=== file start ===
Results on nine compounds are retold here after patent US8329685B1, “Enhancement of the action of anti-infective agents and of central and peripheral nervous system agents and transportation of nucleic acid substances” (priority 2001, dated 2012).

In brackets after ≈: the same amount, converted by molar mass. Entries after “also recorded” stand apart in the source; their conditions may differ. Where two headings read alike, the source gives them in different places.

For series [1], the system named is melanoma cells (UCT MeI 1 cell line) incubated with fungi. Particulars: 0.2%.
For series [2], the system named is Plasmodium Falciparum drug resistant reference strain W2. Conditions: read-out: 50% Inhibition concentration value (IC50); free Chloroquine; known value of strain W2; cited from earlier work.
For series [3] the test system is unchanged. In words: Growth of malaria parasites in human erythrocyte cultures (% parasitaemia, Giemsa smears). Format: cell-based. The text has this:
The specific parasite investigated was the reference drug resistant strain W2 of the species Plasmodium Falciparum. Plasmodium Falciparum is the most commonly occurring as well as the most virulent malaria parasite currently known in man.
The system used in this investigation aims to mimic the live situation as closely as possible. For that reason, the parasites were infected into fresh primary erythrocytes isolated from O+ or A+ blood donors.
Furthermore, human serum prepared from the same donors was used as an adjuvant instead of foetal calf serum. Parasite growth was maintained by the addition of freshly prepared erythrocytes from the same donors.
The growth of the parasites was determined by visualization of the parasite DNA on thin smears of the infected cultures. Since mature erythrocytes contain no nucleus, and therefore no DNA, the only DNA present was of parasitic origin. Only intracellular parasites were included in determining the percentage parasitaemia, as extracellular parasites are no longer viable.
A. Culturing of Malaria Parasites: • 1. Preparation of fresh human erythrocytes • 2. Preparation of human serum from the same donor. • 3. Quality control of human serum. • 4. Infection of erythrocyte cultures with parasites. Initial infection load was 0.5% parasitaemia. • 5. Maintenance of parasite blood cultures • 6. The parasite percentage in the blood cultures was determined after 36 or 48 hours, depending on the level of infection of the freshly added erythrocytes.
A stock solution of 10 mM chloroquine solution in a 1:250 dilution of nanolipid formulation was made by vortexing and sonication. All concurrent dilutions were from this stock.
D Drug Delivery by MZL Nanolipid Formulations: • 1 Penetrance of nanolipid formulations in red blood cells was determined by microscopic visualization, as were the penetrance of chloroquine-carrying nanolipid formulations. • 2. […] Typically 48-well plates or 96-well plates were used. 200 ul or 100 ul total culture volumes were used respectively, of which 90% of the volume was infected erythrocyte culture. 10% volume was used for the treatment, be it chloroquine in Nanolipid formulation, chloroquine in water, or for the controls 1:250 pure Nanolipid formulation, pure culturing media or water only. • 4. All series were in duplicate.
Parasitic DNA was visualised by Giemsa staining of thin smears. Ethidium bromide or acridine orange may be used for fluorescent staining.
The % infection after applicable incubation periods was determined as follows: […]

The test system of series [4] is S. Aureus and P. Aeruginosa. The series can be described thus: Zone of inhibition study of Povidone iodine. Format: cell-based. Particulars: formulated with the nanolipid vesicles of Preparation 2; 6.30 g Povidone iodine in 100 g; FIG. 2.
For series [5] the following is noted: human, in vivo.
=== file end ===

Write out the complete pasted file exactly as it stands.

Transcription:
Results on nine compounds are retold here after patent US8329685B1, “Enhancement of the action of anti-infective agents and of central and peripheral nervous system agents and transportation of nucleic acid substances” (priority 2001, dated 2012).

In brackets after ≈: the same amount, converted by molar mass. Entries after “also recorded” stand apart in the source; their conditions may differ. Where two headings read alike, the source gives them in different places.

For series [1], the system named is melanoma cells (UCT MeI 1 cell line) incubated with fungi. Particulars: 0.2%.
For series [2], the system named is Plasmodium Falciparum drug resistant reference strain W2. Conditions: read-out: 50% Inhibition concentration value (IC50); free Chloroquine; known value of strain W2; cited from earlier work.
For series [3] the test system is unchanged. In words: Growth of malaria parasites in human erythrocyte cultures (% parasitaemia, Giemsa smears). Format: cell-based. The text has this:
The specific parasite investigated was the reference drug resistant strain W2 of the species Plasmodium Falciparum. Plasmodium Falciparum is the most commonly occurring as well as the most virulent malaria parasite currently known in man.
The system used in this investigation aims to mimic the live situation as closely as possible. For that reason, the parasites were infected into fresh primary erythrocytes isolated from O+ or A+ blood donors.
Furthermore, human serum prepared from the same donors was used as an adjuvant instead of foetal calf serum. Parasite growth was maintained by the addition of freshly prepared erythrocytes from the same donors.
The growth of the parasites was determined by visualization of the parasite DNA on thin smears of the infected cultures. Since mature erythrocytes contain no nucleus, and therefore no DNA, the only DNA present was of parasitic origin. Only intracellular parasites were included in determining the percentage parasitaemia, as extracellular parasites are no longer viable.
A. Culturing of Malaria Parasites: • 1. Preparation of fresh human erythrocytes • 2. Preparation of human serum from the same donor. • 3. Quality control of human serum. • 4. Infection of erythrocyte cultures with parasites. Initial infection load was 0.5% parasitaemia. • 5. Maintenance of parasite blood cultures • 6. The parasite percentage in the blood cultures was determined after 36 or 48 hours, depending on the level of infection of the freshly added erythrocytes.
A stock solution of 10 mM chloroquine solution in a 1:250 dilution of nanolipid formulation was made by vortexing and sonication. All concurrent dilutions were from this stock.
D Drug Delivery by MZL Nanolipid Formulations: • 1 Penetrance of nanolipid formulations in red blood cells was determined by microscopic visualization, as were the penetrance of chloroquine-carrying nanolipid formulations. • 2. […] Typically 48-well plates or 96-well plates were used. 200 ul or 100 ul total culture volumes were used respectively, of which 90% of the volume was infected erythrocyte culture. 10% volume was used for the treatment, be it chloroquine in Nanolipid formulation, chloroquine in water, or for the controls 1:250 pure Nanolipid formulation, pure culturing media or water only. • 4. All series were in duplicate.
Parasitic DNA was visualised by Giemsa staining of thin smears. Ethidium bromide or acridine orange may be used for fluorescent staining.
The % infection after applicable incubation periods was determined as follows: […]

The test system of series [4] is S. Aureus and P. Aeruginosa. The series can be described thus: Zone of inhibition study of Povidone iodine. Format: cell-based. Particulars: formulated with the nanolipid vesicles of Preparation 2; 6.30 g Povidone iodine in 100 g; FIG. 2.
For series [5] the following is noted: human, in vivo.